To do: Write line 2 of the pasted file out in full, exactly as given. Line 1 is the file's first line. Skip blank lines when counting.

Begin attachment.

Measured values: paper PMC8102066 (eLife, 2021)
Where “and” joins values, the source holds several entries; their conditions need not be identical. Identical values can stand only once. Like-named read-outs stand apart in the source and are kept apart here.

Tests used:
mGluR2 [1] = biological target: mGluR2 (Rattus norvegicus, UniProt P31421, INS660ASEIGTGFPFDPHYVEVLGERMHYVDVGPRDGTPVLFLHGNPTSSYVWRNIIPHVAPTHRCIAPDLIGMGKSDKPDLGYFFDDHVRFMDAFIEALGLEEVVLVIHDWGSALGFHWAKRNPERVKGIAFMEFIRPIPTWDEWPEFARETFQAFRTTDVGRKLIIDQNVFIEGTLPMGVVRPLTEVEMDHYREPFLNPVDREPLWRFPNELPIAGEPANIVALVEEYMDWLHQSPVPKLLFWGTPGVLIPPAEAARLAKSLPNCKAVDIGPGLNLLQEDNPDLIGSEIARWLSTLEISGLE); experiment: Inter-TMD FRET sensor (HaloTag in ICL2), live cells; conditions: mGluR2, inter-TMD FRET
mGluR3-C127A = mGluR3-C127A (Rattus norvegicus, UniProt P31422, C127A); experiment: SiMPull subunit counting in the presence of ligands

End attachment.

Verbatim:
Where “and” joins values, the source holds several entries; their conditions need not be identical. Identical values can stand only once. Like-named read-outs stand apart in the source and are kept apart here.